Reoccurring deaths and other workers’ rights concerns led the Union of European Football Associations (UEFA) to establish a working group to investigate Qatar’s workers’ rights strategies before, during and after the 2022 FIFA World Cup. The working group was established to discuss the issue with football stakeholders and international organisations. The International Labour Organisation and Amnesty International launched multiple campaigns, reports, and a direct letter to FIFA President Gianni Infantino, asking him to deploy FIFA’s influence and prevail on Qatari authorities to revisit their standards and establish new policies to end World Cup workers’ exploitation. Additionally, European footballers have been protesting during football matches in an attempt to shed light on Southeast Asian workers’ exploitation and human rights abuse in Qatar. In 2022, Human Rights Watch launched a campaign titled #PayUpFIFA asking FIFA to compensate for the abuse, terrible work and living conditions workers endured, lost lives, and wage theft since 2011. As of 2022, Qatar’s government have yet to fully adopt the changes stated by the government regarding job transfer and minimum wage levels.
The UEFA Working Group on Human and Labour Rights is a group formed by 11 European football associations represented by members from different European countries UEFA paid three site visits from 2021 to 2022, prior to the start of the FIFA World Cup tournament. During their visits, the UEFA working group had meetings with the Qatari Ministry of Labour, the Hospitality Sector Working Group, the International Labour Organisation (ILO), the National Human Rights Committee, the Centre for Sports and Human Rights, and FIFA, as well as migrant workers from multiple nationalities across different sectors
The first site visit by the UEFA Working Group was in August 2021, to set up a roadmap to achieving their main objectives, and the second site visit was in December 2021, almost a year ahead of the tournament. The execution of the following main outcomes was discussed during the third site visit in June 2022 regarding labour laws and the Kafala system reforms. However, these reforms have yet to be fully implemented, according to the site visit summary report.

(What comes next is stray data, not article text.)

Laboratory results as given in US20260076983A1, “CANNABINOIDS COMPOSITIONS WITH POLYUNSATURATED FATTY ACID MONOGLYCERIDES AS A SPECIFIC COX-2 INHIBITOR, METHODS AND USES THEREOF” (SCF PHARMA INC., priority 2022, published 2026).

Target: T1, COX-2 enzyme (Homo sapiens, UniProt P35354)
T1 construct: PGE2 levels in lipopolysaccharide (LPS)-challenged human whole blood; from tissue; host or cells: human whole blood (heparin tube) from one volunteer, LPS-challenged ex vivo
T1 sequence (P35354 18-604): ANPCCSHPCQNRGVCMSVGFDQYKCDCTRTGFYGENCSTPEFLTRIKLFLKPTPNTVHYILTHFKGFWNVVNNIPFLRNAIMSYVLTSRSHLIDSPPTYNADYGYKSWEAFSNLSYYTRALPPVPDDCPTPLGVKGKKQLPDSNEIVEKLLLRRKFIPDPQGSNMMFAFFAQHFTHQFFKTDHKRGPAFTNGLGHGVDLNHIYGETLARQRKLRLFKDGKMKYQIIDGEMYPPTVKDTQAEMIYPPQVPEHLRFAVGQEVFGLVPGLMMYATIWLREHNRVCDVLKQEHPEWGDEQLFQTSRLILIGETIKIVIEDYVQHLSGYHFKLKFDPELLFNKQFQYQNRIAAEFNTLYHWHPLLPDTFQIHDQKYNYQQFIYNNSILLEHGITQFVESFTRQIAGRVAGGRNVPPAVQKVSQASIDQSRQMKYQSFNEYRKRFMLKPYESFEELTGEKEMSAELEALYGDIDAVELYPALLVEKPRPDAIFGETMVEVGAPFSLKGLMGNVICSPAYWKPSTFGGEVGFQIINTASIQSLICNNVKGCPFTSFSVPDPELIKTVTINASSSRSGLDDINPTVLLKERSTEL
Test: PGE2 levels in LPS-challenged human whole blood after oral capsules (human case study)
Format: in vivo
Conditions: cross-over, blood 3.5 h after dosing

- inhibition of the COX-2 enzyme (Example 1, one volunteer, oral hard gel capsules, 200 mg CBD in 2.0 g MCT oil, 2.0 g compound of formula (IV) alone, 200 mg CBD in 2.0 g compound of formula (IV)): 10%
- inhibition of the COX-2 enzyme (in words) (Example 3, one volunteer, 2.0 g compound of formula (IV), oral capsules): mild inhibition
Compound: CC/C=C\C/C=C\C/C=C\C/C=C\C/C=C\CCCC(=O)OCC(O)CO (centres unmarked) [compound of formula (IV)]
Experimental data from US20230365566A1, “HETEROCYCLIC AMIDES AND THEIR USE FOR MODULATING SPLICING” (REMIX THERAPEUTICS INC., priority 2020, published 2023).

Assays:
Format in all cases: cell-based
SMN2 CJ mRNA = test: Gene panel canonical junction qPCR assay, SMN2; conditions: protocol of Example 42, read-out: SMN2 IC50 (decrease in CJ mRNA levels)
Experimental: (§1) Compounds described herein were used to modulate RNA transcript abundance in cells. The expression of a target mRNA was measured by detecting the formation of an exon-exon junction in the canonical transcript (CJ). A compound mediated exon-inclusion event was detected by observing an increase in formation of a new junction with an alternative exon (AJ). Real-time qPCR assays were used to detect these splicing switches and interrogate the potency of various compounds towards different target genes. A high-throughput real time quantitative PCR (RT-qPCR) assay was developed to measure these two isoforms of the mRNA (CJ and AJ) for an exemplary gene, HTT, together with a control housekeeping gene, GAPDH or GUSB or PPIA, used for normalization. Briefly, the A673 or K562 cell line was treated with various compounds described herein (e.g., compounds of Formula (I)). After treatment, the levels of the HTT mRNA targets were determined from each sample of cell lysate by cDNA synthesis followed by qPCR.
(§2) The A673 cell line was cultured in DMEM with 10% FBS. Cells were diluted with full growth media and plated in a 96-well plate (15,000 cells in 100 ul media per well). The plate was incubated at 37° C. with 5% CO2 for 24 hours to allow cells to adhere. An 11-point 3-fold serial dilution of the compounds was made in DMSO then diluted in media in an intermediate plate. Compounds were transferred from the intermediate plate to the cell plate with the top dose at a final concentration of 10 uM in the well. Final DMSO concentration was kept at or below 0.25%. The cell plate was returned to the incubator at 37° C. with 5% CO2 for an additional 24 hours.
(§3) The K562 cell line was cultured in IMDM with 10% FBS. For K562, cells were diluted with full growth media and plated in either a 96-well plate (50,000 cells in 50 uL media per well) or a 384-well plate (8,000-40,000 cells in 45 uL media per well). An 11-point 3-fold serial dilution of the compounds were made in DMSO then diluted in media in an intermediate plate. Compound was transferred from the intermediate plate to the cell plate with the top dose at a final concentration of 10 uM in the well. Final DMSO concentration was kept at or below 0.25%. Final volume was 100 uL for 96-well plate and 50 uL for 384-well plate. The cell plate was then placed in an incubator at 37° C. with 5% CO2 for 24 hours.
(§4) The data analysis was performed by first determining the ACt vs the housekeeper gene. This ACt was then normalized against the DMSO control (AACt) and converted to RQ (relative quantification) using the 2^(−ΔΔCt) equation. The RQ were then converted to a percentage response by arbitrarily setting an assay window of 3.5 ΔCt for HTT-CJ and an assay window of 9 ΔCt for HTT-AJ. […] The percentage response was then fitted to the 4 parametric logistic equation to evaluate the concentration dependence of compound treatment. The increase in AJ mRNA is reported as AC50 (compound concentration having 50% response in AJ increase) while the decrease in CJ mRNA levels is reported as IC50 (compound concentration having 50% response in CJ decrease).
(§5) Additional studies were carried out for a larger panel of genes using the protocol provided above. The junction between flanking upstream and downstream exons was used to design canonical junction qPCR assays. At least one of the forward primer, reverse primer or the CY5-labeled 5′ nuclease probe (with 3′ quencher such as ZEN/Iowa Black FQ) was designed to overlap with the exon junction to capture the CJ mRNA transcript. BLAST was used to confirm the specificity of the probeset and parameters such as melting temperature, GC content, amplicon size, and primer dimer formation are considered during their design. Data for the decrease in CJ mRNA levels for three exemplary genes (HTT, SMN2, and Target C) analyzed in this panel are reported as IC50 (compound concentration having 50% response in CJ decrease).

Finally, FIFA was asked by the UEFA working group to “respond and commit to the outstanding issues regarding migrant workers by the end of October 2022.” (UEFA, 2022).
The unjustifiable treatment of migrant workers in the run up to the World Cup caused much controversy for FIFA and Qatar. Football fans from around the world have been debating if they should boycott the 2022 world cup, Qatar, and FIFA, claiming that ‘this is an immoral, false tournament’. Many cities in Germany, France, and Spain decided not to broadcast the 2022 World Cup in public settings in protest of alleged human rights abuse. Boycotting the 2022 World Cup in Norway was already under way during the qualification stage when the Norwegian national team shed light on the treatment of migrant workers; however, after a vote, Norway decided against boycotting the 2022 World Cup but continued protesting with the German team “Human rights on and off the pitch”.
These controversies and criticisms have drawn a range of reactions from Qatar, as well as other states involved in the World Cup, about the need to not politicise the tournament, but also the hypocrisy of Western states lecturing Qatar on migrant rights, when their own treatment of migrants and asylum-seekers is far from exemplary. One journalist even claimed that Qatar was starting to regret hosting the World Cup due to all the negative publicity it had received.
On the occasion of this year’s International Migrants’ Day, we should recognise the critical role of migrants and diaspora in making the World Cup such a success in Qatar, from the migrant workers who built stadia and other infrastructure projects to the highly talented diaspora players who shaped the top teams in the tournament, giving untold joy to billions around the world.
Both migrant workers and diaspora players had to make sacrifices and difficult decisions to seek new opportunities and livelihoods, and represent and support their countries and communities. They do this day in, day out, without fuss or fanfare, supporting over 1bn people worldwide. Diaspora football players have platforms, and FIFPRO, FIFA, UEFA, and other entities to protect their rights. Migrant workers, on the other hand, need publicity and representatives to monitor and report on migrant workers’ protection systems.